Traverse City Record-Eagle

January 30, 2014

Hard cider producers ride unending boom

BY NATHAN PAYNE
npayne@record-eagle.com

---- — TRAVERSE CITY — Hard apple cider isn't wine. And it's definitely not beer. Yet it's grabbing attention from enthusiasts on both sides of the great libation divide.

The oft-bubbly, sometimes sweet drink is brewed from fresh apple cider pressed by small producers across the country. Its characteristics are described in language familiar to wine lovers. And it's sold by the "flight" in taprooms that resemble those offered in microbreweries.

"It's made like a wine and drank like a beer," said Jennifer Mackey, director and sales manager at Northern Natural Cider House. "Slowly, over a couple of years, hard cider started showing up all over."

Since March 2013, the small Manistee-based company has operated a cider house in downtown Traverse City. It couldn't have been better timing to dive head first into an industry that has ridden a recent meteoric rise in popularity.

Today, cider fans who belly up to the Front Street bar have a chance to sip on 10 different ciders that range from a dry, English-style traditional brew, to a sweeter ones that feature pomegranate and orange infusions.

"About three years ago it grew 75 percent and last year it grew at least 85 percent," said Mike Beck, president of the U.S. Association of Cider Makers and owner of Uncle John's Cider Mill in St. Johns. "I wouldn't be surprised if we had the entire market growing at 100 percent this year."

The apple brew is created under the same licensing used by wine makers, so it's become a popular sideline business for some in the grape world, Beck said.

Recent spikes in enthusiasm for hard ciders helped Michigan market more brands of hard cider than any other state last year despite its third-place ranking for overall apple production in the United States. Sure there are a couple of big corporate producers like Woodchuck and Angry Orchard, but in the most ground breaking work probably is done by the small producers, like the handful who've made northwestern Michigan home.

"The artisan producers are pretty much leaving the sweet end of the market for the big boys," Beck said.

The larger producers make their cider from apple-juice concentrate and brew batches all year from the relatively stable syrup. But small craftsmen like Beck only can brew new batches until their apple supply runs dry.

"We have a little bit more leeway than grape producers do," he said. "I have apples in cold storage and pressed last Friday. They'll probably last for some people until July."

Beck has spent the 13 years since he started brewing hard cider spreading word of the business to other orchard owners that they are leaving money on the table when they ship the majority of their fall apple harvest to processing plants.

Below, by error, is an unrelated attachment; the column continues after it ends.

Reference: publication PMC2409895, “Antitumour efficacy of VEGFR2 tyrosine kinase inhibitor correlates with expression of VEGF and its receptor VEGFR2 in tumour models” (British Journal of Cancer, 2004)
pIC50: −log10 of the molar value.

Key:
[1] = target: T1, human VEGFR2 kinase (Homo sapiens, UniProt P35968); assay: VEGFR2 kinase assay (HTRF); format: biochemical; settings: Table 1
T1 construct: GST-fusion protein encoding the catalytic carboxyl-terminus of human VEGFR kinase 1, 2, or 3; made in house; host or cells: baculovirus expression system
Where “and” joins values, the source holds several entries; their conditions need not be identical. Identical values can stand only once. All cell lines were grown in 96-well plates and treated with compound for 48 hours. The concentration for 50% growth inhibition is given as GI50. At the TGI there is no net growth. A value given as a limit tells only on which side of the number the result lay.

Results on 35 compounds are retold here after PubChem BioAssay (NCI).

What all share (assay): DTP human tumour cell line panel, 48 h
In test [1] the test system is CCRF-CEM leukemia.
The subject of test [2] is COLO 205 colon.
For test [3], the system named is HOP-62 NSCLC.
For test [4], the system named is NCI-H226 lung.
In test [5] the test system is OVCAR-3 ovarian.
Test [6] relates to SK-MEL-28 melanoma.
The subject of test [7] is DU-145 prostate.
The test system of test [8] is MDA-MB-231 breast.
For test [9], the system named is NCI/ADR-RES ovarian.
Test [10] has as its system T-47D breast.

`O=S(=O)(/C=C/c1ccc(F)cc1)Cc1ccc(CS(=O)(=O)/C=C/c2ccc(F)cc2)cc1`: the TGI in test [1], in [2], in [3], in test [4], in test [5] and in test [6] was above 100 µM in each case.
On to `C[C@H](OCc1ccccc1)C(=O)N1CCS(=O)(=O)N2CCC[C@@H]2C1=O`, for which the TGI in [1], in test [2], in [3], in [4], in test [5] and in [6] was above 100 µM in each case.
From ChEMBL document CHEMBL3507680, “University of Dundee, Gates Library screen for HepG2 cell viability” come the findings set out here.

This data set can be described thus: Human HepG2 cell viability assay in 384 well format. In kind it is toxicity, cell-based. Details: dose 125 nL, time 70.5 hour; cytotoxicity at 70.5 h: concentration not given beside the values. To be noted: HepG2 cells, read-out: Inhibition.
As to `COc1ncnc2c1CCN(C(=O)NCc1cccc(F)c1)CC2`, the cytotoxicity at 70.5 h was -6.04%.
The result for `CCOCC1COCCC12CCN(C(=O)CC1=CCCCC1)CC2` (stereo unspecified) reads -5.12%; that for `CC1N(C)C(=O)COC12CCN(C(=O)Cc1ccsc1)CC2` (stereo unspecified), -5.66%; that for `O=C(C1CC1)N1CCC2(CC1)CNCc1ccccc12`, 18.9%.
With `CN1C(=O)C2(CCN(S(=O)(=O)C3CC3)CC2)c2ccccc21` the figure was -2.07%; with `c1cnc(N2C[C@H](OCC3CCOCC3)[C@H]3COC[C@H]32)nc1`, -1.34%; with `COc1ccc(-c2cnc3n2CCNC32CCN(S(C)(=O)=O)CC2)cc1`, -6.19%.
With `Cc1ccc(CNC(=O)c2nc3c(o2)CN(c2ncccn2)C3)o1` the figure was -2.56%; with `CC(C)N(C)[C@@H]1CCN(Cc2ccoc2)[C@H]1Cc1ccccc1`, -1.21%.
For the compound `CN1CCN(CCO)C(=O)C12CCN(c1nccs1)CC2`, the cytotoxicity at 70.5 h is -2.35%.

"I knew I couldn't change people's minds all by myself, so I encouraged others to get into it," Beck said. "We can make some great ciders out of apples grown right here in the state."

Cider makers like Northern Naturals, Tandem Ciders near Suttons Bay, Crows Hard Cider in Northport and Left Foot Charley Urban Winery in Traverse City all have capitalized on the market that now claims three percent of the national beer market.

Some of them grow a few apple trees of their own while others buy apples from their neighbors.

Dan Young, co-founder of Tandem Ciders, made a pretty big leap six years ago when he left the beer industry to open a cidery. Young spent most of his time during the early years trying to spread the word about cider. Small producers have for some time now marketed the drink as a gluten-free alternative to beer.

Today the challenges for the industry are changing. Makers looking for more complex flavors and more traditional European ciders have been limited by a relatively stunted number of apple varieties available in the United States.

"We've gone from our first year trying to explain to people what we were doing to not doing a whole lot of that now," he said. "Any apple will make a cider, but to make world class ciders, you need cider specific fruit."

Some of that fruit already was available on trees in Michigan, according to Beck. Varieties you wouldn't see in the grocery store like Northern Spy and Rhode Island Greening both are grown here and make good cider. But for brewers to create the more tannin-rich ciders available in Great Britain and France, they must convince apple growers to plant different trees.

"The true cider apples, you wouldn't like to eat," Young said.

He recently convinced a neighboring farmer to plant 1,500 trees that will produce cider-specific apples. It's the next step in growing his annual hard-cider production. This year Young will make about 10,000 gallons of his brews, up from about 3,000 in the early years.

Still, Young has trouble keeping taps flowing late in the summer when the year's produce has run out and the next apple crop still hangs on the trees.

And each maker, much like each craft brewer in the beer world, has taken on a specific style. Young tends to favor the drier end of the spectrum with more traditional brews.

Meanwhile, some makers like Ben Crow of Crows Hard Cider have begun to branch out into more experimental territory.

"I bring some of my culinary background into my hard ciders," said Crow, a former chef.

His taproom features ciders infused with chai, coffee and hops. One of the most popular brews Crow makes is aged in rye whiskey barrels, he said.

And with enthusiastic new brewers diving into the growing industry, Mike Beck hopes that someday soon beer connoisseurs and wine lovers will find a six pack of their favorite craft-brewed hard cider sitting on store shelves right next to the region's best craft beer.